Friday, July 19, 2024

5 Quick and dirty ways to fast-track your recruitment process

My client is the place that helps you figure out your high end vacuum cleaner by phone or live chat They also sell lines of credit, enrol employees in benefits plans, talk you through furniture assembly and reset passwords for obscure software.

As call centres go, this one is pretty good. They offer above average pay, which means it’s still pretty low but slightly better than babysitting and entry level coffee pouring. They have benefits, free parking, chairs that go up and down and a pizza on Fridays.

What they are lacking is people. Like so many businesses that rely on low cost labour, this company is feeling the pinch of full employment. It’s taking longer to hire, employees stay a shorter time and they’re getting plenty of ghosting (that thing where people just disappear) by both candidates and brand new hires.

All of which means, in addition to the call centre business, they are also now in the recruiting business, which they are scrambling to figure it out ahead of the busy winter season. By “they” I mean the VP of sales and marketing and their recruiting team of two. Make that one – the other one didn’t show up for work today.

Unpredictable staffing is hurting their ability to go after new clients and to guarantee the service levels they offer existing clients. This isn’t unique to call centres; restaurants, agriculture, retail and countless other types of business are in real trouble in a competitive labour market.

If this is feeling uncomfortably familiar you need to pull together a basic recruitment marketing toolkit pretty darn fast. Here’s a very quick and dirty set of tools to fast track your recruitment.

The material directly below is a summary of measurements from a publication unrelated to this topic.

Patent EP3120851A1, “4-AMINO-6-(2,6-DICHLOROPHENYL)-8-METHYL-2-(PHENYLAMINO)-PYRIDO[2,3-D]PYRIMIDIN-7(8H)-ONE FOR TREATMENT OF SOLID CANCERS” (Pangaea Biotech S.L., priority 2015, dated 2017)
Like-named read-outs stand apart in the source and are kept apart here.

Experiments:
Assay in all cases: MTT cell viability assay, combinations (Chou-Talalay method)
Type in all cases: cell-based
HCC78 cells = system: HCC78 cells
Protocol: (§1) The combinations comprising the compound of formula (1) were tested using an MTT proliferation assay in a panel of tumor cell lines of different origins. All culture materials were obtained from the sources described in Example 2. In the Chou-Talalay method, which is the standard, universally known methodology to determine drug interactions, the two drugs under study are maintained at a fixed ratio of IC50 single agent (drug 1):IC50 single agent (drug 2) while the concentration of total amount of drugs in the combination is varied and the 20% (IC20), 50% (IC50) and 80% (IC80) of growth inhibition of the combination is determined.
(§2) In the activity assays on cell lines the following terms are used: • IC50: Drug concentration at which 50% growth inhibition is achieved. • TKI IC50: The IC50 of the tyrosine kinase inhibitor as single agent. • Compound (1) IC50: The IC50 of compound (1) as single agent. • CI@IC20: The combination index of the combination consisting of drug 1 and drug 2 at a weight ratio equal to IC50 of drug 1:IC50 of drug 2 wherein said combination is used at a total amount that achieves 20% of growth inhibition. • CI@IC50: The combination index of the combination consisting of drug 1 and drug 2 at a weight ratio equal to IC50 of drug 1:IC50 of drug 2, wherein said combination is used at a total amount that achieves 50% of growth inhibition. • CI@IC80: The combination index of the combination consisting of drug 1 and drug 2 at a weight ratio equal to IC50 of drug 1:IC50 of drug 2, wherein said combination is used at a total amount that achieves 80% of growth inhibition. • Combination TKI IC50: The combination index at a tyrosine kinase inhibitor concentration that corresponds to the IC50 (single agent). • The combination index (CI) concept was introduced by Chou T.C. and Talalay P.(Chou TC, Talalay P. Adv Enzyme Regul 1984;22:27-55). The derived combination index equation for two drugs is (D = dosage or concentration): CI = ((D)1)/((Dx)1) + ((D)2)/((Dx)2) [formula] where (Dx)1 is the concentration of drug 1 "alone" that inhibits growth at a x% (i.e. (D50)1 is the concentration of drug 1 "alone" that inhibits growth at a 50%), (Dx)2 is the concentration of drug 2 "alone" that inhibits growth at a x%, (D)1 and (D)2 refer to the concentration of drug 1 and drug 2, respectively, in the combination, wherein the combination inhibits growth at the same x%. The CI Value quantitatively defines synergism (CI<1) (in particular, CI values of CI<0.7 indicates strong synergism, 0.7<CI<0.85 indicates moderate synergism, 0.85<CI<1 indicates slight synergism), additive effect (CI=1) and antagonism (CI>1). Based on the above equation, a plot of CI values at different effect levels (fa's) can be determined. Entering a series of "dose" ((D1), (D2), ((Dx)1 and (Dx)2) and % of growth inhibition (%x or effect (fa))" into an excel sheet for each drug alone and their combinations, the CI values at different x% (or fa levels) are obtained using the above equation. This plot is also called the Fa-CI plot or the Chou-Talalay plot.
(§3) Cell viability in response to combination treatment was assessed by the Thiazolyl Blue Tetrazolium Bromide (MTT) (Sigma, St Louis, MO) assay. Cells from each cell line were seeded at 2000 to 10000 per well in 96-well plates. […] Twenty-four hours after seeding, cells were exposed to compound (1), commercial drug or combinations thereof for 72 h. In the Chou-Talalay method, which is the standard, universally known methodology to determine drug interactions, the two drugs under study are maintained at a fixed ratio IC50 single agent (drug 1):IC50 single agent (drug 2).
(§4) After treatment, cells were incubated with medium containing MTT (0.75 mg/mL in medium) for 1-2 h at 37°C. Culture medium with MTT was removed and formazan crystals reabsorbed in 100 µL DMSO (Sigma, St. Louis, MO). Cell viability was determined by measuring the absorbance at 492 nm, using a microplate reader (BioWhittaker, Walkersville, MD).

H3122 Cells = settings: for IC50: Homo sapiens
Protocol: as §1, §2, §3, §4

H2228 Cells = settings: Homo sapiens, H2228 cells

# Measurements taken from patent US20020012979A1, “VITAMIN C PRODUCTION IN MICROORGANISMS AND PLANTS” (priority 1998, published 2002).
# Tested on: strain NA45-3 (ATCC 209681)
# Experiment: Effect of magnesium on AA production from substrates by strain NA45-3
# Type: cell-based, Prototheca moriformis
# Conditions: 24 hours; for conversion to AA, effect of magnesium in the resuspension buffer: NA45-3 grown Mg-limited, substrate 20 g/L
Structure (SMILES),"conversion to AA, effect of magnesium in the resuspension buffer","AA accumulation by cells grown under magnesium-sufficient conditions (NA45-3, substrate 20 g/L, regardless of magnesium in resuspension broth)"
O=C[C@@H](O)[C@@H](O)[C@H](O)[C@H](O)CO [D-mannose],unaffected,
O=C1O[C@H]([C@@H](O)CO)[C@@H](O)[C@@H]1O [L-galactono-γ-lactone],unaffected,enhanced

Look at your employer brand

You already have an employer brand, whether it’s any good or not is another discussion. As you think about how attractive your company is for candidates, you will, at minimum, want to come up with an employment elevator pitch and some messaging about why you’re better than the competition. Talk to your recruiters about what’s working and what they need.

Smooth out the candidate experience

Like employer branding, candidate experience is a longer conversation, but you can do some basic housekeeping by looking at the application process. Go through your careers site (on a mobile phone – that’s how your applicants do it) and look for points of friction that might cause a candidate to abandon ship. Talk to your recruiting team about the tools they use to manage the whole thing — those could also be causing delays, unpleasantness or terrible experiences.

Clean up your job postings

Most job postings are based on job descriptions and that generally means both of them are pretty terrible. The point of the job posting is to help candidates understand what it’s like to work there and to help them decide whether or not to apply. Focus on communicating culture, working conditions and employee experience, versus qualifications and skills. The more video you can use, the better.

Deal with your bad reviews

Reviews on sites like Indeed and Glassdoor can tank your best recruitment marketing efforts. We know that 70% of candidates look at reviews, so this is a critical thing. Happily, it’s also easy. First, make sure you are responding to any and all reviews, and not with some robo-response. A human response. Second, encourage your existing employees to post about their experiences.

Keep in touch

Why would we go to all the time and expense of attracting an application and then throw it in the garbage when the candidate either declines or isn’t a fit? If this were a sale, our sales managers’ heads would explode. Oh, wait a minute: it is a sale. We’re selling a job. So we need to do what good sales and marketing teams everywhere do and that’s fill and nurture our funnel until it’s the right time for that person to re-engage with us.


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Elizabeth Williams
Elizabeth Williams
Elizabeth Williams is the President of Candler Chase Inc., a consulting firm specializing in employee communications and branding. She is a survivor of more than 20 years in the telecom, financial services and technology sectors, and can often be found blogging about brands and speaking at conferences. She keeps meaning to write a book.